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How It All Started . . .



I am a single mom. At the end of 2000, I found myself pregnant and abandoned by the man I loved. At that same time, I found out that he had bipolar disorder. I wish now that I knew what that meant, because I would have been better prepared for the turn my life was about to take...

But alas, I was angry at this man, but thrilled to be pregnant at 42. The doctors had told me that I couldn't have children. Fortunately, they were wrong, and so my journey began.

Nine months later, I found myself blessed with a beautiful, sweet baby girl that I named Jane, meaning "gift from God", because she was my miracle baby. Eight days after she was born I was finally home, when 9-11 hit New York City. I thought I had brought my beautiful child into a war zone. Fortunately, that wasn't quite true, but two years later, when the blackout hit, I was out of there and headed to Southern Ohio to help care for my aging parents.


Jane's struggle began at age 6 when she first expressed a desire to end her life. At age 9, when her elderly grandfather neared death, she first attempted suicide. Over the next 10 years there were many hospital stays as her illness accelerated at age 14. the typical age for the manifestation of Bipolar 1 disorder. Fortunately, she started psycho-therapy at age 7 which helped her develop good coping skills. But school was becoming increasingly difficult in spite of her superior intelligence and high rankings on achievement tests, so I pulled her out of school, where she was "unschooled". (I later realized that even though she left public school at age 14, she was better educated that most of the kids I taught in high school!)


I found little compassion in friends, family, and hostility at the school where I taught. There were few who understood what was happening. My principal called me a liar and lazy, although I never took any additional sick or personal days than what was in my contract. At the same time, I was attacked by parents and students for my "too liberal" Lutheran religious beliefs, and was accused of exaggerating and lying about my daughters illness.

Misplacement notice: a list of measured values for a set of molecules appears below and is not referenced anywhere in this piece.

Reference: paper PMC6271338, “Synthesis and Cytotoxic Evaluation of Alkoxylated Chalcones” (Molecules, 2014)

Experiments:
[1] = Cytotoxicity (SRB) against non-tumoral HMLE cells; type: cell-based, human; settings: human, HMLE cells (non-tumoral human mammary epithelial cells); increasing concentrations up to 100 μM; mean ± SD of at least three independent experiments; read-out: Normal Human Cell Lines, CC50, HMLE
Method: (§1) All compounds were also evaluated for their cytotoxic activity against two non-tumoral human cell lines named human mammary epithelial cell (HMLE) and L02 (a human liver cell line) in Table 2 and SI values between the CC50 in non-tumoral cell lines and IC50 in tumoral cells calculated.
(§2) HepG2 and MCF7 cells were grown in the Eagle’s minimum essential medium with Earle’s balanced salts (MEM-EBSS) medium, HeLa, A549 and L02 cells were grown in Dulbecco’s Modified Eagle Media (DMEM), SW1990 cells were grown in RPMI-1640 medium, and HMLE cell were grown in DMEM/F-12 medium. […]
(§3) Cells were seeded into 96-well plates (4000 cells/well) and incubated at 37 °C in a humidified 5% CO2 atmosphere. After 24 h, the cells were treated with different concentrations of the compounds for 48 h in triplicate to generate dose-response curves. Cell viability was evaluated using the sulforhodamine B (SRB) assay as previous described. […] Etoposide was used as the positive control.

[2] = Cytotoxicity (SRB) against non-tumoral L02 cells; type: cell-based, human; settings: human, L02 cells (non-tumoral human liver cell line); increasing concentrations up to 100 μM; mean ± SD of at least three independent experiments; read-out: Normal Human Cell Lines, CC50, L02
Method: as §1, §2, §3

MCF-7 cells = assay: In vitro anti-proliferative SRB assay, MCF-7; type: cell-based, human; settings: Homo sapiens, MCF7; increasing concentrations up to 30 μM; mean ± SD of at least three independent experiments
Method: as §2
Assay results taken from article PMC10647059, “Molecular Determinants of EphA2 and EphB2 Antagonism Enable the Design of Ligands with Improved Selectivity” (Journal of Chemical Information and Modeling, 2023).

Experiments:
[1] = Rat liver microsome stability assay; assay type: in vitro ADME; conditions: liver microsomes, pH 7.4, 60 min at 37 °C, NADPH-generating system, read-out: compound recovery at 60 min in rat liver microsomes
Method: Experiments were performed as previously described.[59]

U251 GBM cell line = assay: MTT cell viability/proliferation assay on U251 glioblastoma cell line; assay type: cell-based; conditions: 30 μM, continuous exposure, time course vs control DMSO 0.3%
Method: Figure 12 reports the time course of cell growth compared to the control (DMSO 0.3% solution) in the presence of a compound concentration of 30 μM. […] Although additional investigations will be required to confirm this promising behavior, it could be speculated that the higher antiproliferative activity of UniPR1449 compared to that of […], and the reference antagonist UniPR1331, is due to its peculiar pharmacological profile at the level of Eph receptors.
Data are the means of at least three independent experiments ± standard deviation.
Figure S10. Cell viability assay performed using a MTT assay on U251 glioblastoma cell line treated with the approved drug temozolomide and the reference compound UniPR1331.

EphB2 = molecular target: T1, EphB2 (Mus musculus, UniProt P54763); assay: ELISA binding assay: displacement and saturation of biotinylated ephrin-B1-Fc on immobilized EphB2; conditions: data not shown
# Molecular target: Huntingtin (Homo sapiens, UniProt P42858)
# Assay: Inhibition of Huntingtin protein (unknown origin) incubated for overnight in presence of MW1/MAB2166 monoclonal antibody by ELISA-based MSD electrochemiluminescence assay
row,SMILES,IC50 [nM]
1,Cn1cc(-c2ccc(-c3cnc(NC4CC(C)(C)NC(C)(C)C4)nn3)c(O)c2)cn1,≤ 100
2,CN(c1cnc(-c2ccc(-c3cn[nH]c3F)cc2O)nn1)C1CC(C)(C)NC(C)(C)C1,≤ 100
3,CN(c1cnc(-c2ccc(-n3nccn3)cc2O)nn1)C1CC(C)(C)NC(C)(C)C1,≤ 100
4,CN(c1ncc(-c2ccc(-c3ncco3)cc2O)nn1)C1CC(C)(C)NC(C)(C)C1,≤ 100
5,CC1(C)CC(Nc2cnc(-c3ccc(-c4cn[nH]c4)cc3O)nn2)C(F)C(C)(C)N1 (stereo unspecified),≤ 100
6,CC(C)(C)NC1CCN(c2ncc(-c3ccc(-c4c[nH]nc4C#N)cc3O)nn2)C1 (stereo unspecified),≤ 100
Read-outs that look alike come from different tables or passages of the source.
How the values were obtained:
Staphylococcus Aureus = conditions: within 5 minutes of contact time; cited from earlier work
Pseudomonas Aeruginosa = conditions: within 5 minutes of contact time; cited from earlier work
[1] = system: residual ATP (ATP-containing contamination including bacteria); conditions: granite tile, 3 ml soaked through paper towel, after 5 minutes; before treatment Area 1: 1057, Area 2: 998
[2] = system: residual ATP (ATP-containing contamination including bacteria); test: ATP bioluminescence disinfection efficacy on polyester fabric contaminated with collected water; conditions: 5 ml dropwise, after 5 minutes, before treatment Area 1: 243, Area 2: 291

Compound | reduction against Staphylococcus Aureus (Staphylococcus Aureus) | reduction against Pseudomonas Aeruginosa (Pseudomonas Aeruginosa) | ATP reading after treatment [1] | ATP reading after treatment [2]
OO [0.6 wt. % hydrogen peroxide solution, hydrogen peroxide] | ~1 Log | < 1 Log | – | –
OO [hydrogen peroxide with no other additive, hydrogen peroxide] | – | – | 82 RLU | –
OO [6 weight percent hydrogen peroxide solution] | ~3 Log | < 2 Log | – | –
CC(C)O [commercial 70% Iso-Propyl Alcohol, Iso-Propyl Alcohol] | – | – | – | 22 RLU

As outside negativity surrounded me, I realized I was alone. But I also realized I had to educate myself for my daughter's sake and late at night, after she finally fell asleep, I surfed the internet and read everything I could about her disorder. And I realized that as the parent of a mentally ill child, it was up to me to hold onto hope for recovery and mental stability. It was hard, but I powered through for the love of my child, weathering many days of just trying to keep her from ending her life.


Although I was a teacher with good insurance, it was a constant battle to get her medications and hospital bills paid. I was eventually forced out of my job because they refused to accept that her illness was real. I moved to northeast Ohio to escape the negativity that surrounded me. My experienced in Southern Ohio turned me away from education to a career in nonprofit grant writing and development. Soon, new challenges arose.


I often had to choose between paying bills and paying for my daughter's medication, which was thousands of dollars each month but necessary to keep her safe. There was little help to be had. It seemed family and friends either deserted me or judged me as turning her into a spoiled brat. Nothing could be further from the truth: she was just so very fragile and sensitive. But we made it through and today, she is a stable, happy adult pursuing her career. But yet, we know that the journey is not over, because for her illness there is no cure.


I learned alot from that journey. And I want to share it with other parents with mentally ill children who have little support and are struggling with finances and are so, so, tired. That's what it does to you: it makes you more tired than you ever thought imaginable. But you perservere because you love your child and you can't bear to lose her.


I am lucky. Many parents like me remain isolated and unsupported as they continue to care for their disabled adult children who will never be able to leave home. That’s why I started Two Faces of Jane: to help and support parents like me by providing information, resources, support and more in Cuyahoga & Lorain counties in Northern Ohio. Eventually, I plan to provide emergency financial assistance for these parents that will help pay their bills, provide food, and help pay for medications . No parent should ever have to choose between buying food or paying utilities or rent and their child’s life-saving medication.


As a friend tells me, parents who must continue to care for their disabled adult child continue to face financial challenges and rarely have time from worry and care. So I have added respite care to give parents a break now and then.


That is my vision and my intent for the future of Two Faces of Jane. And I hope you who took the time to read my story will support our work through monetary donations and volunteer work. Check back, because that will be online soon!


- Jane's Mom

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